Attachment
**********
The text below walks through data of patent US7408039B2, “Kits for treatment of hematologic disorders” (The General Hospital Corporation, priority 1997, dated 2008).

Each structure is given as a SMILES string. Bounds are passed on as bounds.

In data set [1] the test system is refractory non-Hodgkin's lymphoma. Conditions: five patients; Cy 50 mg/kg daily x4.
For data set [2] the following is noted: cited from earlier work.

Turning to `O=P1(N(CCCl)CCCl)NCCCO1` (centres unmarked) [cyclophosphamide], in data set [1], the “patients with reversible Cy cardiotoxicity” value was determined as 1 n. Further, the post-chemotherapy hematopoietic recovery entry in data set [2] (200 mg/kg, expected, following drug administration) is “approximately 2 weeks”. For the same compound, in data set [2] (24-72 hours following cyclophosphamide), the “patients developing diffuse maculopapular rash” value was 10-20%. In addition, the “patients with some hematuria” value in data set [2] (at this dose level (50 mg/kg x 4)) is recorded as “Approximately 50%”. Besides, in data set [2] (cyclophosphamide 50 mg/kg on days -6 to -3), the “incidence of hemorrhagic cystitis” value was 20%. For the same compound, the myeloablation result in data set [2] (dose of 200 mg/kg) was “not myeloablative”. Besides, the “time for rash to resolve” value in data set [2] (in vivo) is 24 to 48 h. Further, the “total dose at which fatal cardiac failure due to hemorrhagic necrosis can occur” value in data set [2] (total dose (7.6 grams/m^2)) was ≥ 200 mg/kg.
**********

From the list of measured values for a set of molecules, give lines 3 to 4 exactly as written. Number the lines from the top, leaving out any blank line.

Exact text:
In data set [1] the test system is refractory non-Hodgkin's lymphoma. Conditions: five patients; Cy 50 mg/kg daily x4.
For data set [2] the following is noted: cited from earlier work.